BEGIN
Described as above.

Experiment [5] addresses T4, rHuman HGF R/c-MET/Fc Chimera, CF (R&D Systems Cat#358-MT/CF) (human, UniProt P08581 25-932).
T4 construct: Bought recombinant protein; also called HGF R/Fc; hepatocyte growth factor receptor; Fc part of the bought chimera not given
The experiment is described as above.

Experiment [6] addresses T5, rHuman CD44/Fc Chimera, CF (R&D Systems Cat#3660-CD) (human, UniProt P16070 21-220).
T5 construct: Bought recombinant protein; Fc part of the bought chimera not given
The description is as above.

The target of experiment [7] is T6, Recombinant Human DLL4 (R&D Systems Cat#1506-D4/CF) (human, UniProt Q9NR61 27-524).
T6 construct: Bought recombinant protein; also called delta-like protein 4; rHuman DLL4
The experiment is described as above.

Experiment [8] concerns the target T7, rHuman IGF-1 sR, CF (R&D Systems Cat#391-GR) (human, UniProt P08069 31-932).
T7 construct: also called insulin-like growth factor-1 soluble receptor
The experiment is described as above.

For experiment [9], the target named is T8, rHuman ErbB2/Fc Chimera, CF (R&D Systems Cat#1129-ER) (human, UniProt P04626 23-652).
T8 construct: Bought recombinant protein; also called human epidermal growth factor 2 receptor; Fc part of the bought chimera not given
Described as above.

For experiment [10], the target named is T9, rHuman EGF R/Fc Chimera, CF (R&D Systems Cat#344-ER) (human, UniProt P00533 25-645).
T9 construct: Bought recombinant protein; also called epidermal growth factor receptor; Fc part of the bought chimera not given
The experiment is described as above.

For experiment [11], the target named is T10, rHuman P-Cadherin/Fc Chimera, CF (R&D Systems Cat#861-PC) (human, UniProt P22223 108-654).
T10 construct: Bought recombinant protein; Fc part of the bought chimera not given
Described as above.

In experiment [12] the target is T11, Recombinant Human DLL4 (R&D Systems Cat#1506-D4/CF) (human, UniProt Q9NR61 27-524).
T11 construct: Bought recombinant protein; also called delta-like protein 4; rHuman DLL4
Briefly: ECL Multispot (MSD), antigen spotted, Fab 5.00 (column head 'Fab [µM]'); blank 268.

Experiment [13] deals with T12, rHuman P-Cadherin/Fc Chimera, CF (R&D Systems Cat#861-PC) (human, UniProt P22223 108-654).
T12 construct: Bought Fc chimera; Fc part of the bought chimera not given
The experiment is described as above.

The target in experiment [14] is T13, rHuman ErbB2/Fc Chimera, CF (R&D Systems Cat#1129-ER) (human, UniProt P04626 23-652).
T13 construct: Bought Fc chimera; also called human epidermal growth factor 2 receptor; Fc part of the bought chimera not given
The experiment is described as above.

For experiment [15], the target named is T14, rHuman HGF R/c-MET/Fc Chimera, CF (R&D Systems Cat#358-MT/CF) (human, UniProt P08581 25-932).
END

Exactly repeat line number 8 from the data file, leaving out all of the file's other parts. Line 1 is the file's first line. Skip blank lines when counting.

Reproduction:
The target of experiment [7] is T6, Recombinant Human DLL4 (R&D Systems Cat#1506-D4/CF) (human, UniProt Q9NR61 27-524).